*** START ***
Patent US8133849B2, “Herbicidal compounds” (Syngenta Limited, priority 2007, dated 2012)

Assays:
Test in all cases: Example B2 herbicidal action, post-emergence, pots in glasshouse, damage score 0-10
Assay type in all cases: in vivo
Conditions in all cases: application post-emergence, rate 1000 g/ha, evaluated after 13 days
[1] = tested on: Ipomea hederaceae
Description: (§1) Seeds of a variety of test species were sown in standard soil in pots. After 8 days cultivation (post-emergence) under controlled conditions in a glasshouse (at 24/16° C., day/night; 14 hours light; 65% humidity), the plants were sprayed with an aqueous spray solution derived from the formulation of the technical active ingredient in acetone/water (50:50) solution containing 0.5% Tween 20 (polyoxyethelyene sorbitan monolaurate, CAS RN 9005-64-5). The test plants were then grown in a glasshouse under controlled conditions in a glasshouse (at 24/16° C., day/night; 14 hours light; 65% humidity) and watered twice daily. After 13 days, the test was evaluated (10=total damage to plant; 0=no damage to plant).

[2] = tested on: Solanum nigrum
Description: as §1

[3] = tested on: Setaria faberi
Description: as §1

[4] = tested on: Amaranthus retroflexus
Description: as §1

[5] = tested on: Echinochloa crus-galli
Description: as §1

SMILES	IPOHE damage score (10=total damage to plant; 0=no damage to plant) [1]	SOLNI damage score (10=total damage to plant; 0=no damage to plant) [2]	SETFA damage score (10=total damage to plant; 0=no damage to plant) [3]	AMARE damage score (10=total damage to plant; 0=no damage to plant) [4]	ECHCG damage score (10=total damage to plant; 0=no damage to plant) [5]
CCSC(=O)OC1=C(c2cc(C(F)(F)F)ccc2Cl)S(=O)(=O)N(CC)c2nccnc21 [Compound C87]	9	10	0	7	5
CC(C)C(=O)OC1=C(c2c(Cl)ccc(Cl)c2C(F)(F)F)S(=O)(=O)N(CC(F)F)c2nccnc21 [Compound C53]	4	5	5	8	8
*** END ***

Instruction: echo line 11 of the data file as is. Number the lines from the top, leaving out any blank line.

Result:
Description: as §1